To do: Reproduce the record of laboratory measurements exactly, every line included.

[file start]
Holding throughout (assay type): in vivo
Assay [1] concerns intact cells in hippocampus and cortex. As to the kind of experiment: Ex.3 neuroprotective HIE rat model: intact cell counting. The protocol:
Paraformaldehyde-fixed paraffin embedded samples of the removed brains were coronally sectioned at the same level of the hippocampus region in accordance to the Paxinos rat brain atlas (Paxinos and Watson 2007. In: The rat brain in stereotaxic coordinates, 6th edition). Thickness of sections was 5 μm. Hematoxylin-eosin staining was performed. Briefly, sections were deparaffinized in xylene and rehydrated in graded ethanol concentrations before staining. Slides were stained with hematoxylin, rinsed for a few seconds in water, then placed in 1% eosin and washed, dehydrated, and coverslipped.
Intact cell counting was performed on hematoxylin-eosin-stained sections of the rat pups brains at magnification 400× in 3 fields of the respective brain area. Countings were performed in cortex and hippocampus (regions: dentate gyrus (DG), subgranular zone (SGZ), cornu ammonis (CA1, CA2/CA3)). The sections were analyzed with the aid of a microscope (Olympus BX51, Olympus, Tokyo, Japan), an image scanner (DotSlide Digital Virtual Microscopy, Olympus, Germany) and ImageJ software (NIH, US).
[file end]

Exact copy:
Holding throughout (assay type): in vivo
Assay [1] concerns intact cells in hippocampus and cortex. As to the kind of experiment: Ex.3 neuroprotective HIE rat model: intact cell counting. The protocol:
Paraformaldehyde-fixed paraffin embedded samples of the removed brains were coronally sectioned at the same level of the hippocampus region in accordance to the Paxinos rat brain atlas (Paxinos and Watson 2007. In: The rat brain in stereotaxic coordinates, 6th edition). Thickness of sections was 5 μm. Hematoxylin-eosin staining was performed. Briefly, sections were deparaffinized in xylene and rehydrated in graded ethanol concentrations before staining. Slides were stained with hematoxylin, rinsed for a few seconds in water, then placed in 1% eosin and washed, dehydrated, and coverslipped.
Intact cell counting was performed on hematoxylin-eosin-stained sections of the rat pups brains at magnification 400× in 3 fields of the respective brain area. Countings were performed in cortex and hippocampus (regions: dentate gyrus (DG), subgranular zone (SGZ), cornu ammonis (CA1, CA2/CA3)). The sections were analyzed with the aid of a microscope (Olympus BX51, Olympus, Tokyo, Japan), an image scanner (DotSlide Digital Virtual Microscopy, Olympus, Germany) and ImageJ software (NIH, US).